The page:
Could haredi COVID-19 non-compliance lead to Netanyahu’s downfall?

Hard core Likud voters won't defect if the main election issue is Netanyahu, but what if it's the haredi sector?

Ultra-Orthodox men scuffle with Israeli police as they protest against the coronavirus restrictions in Jerusalem on January 25, 2021.  (photo credit: FLASH90)
Ultra-Orthodox men scuffle with Israeli police as they protest against the coronavirus restrictions in Jerusalem on January 25, 2021.
(photo credit: FLASH90)
Last week it was a mass haredi (ultra-Orthodox) wedding in Bnei Brak, this week it is mass funerals for haredi rabbis in Jerusalem. The average Israeli – in lockdown at home for a month with children learning remotely on Zoom, unable to go to a restaurant, unable to fly abroad – sees these images and feels the blood boiling.
What makes the images even worse is the sense that no one can do anything about it: not the government, nor the police.
It is as if certain sectors of the haredi community can do whatever they want, violate the regulations thereby spreading the coronavirus, spit in the face of national solidarity – and no one has the power to stop it. Not the government, because Prime Minister Benjamin Netanyahu – seven weeks before an election – cannot alienate the haredi parties, which are essential if he is to form another government; and not the police, because they take their cues from the government.
This sense of exasperation was compounded on Sunday night when Channel 13 broadcast commentary from the radical haredi Jerusalem faction reporting on Sunday’s funeral of Rabbi Meshulam Dovid Soloveitchik: “The funeral procession is taking place this afternoon with more than 100,000 people, crowded, in mourning, without masks or other nonsense – and all that with the police not daring to get close and bother the funeral procession,” the speaker said in a tone triumphant.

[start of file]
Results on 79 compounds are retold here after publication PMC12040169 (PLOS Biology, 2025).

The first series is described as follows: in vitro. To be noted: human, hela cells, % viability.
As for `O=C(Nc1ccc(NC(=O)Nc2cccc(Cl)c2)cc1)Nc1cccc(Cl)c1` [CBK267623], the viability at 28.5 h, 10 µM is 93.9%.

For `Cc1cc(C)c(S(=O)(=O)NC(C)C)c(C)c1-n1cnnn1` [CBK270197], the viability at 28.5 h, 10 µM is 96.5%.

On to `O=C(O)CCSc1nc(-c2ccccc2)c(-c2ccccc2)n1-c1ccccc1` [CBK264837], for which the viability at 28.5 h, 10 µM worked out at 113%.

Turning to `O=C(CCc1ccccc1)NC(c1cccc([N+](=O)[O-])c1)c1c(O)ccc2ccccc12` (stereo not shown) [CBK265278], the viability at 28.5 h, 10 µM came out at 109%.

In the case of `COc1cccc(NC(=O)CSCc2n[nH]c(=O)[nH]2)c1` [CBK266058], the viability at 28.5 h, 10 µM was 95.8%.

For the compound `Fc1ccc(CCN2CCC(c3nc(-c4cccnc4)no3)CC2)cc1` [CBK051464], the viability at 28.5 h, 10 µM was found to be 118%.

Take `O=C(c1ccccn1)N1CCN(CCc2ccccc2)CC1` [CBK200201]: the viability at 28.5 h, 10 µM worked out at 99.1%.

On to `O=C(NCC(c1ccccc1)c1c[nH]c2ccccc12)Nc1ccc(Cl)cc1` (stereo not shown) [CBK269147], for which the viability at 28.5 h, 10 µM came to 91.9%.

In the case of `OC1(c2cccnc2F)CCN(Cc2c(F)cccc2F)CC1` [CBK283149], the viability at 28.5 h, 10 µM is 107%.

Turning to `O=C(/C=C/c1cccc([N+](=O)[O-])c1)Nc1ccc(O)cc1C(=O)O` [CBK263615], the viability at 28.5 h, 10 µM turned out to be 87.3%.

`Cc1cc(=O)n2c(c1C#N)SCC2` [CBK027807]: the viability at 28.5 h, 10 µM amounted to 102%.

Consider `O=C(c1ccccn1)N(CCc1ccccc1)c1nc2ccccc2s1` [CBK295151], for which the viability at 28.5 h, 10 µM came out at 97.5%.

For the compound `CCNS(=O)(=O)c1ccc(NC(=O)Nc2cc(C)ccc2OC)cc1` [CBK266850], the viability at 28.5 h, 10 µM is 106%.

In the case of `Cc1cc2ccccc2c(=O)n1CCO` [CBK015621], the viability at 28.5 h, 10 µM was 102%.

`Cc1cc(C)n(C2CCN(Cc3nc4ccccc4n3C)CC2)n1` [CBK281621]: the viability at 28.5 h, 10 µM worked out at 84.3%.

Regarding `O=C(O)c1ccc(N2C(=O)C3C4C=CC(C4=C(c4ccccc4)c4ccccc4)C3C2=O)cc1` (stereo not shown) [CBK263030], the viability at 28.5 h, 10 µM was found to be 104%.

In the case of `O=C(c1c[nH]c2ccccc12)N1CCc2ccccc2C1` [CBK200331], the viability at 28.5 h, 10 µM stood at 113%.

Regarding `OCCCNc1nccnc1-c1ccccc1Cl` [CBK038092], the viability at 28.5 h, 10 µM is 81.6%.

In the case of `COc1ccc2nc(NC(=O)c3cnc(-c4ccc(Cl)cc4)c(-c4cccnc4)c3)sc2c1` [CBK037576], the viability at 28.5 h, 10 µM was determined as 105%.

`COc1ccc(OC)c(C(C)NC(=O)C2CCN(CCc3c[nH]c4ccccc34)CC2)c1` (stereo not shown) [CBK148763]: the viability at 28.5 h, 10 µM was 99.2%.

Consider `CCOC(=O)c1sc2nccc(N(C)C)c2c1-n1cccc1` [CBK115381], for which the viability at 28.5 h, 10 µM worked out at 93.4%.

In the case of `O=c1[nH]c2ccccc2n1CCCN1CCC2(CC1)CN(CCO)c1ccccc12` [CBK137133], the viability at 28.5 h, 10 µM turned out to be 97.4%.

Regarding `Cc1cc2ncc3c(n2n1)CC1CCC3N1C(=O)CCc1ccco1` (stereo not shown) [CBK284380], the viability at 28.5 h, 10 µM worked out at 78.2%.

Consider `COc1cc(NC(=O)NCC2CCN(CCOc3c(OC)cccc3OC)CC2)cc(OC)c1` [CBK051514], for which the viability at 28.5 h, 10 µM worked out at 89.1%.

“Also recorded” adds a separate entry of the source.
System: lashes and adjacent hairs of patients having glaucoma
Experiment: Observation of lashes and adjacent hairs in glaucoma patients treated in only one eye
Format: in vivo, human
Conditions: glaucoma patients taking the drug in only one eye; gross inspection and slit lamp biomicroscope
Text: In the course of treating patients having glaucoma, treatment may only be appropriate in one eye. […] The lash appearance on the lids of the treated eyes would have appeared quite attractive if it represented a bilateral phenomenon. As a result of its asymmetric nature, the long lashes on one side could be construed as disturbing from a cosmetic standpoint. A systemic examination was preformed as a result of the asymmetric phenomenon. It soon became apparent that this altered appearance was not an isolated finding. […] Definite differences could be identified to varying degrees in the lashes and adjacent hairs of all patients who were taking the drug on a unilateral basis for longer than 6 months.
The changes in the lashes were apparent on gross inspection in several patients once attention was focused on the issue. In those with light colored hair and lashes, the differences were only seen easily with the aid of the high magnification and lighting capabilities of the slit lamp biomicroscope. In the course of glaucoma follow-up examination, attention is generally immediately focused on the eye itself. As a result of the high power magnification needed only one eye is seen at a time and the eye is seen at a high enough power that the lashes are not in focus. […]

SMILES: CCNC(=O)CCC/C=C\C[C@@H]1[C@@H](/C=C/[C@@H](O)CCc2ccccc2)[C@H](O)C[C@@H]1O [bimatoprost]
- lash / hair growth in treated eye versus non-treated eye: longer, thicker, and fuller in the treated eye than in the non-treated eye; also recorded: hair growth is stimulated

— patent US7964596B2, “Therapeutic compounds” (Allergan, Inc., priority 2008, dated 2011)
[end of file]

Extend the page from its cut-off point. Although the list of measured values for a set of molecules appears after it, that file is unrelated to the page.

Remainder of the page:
But this “triumph” may be short lived, and – paradoxically – those at the funeral procession who were crowded closely together, many without masks, in complete violation of regulations that everyone is supposed to abide by may actually be paving the way for change in how the state deals with the haredi community. The total disregard and even contempt for the country’s laws that was on display at the funeral procession may boomerang against the haredi parties in the next election.
People watching those images may well have thought that the only way to impact on the behavior of those at that funeral is to vote in a manner that will keep the haredi parties out of next government. If the instances of some segments of the haredi public demonstratively – some argue provocatively – flouting the regulations continue, this could very well turn into the key emotional issue that voters take with them into the voting booth on March 23.
Yamina’s Naftali Bennett, unlike Yisrael Beytneu’s Avigdor Liberman and Yesh Atid’s Yair Lapid, has not run anti-haredi campaigns in the past, even though Bennett and Lapid joined together in 2013 to form a coalition with Netanyahu that kept the haredim in the opposition. While Bennett is a strong advocate of greater integration of haredim into the workforce and Israeli society, he has never made an anti-haredi plank part of his party’s identity to the same degree that this issue has defined Yesh Atid and, more recently, Yisrael Beytenu.
On Monday, however, he apparently eyed an opening and tweeted: “Netanyahu has turned the haredi politicians from partners to owners of the state. In the government that we set up, I will turn that around. The government will be subordinate to all citizens who will be the owners, and the haredim can be partners.”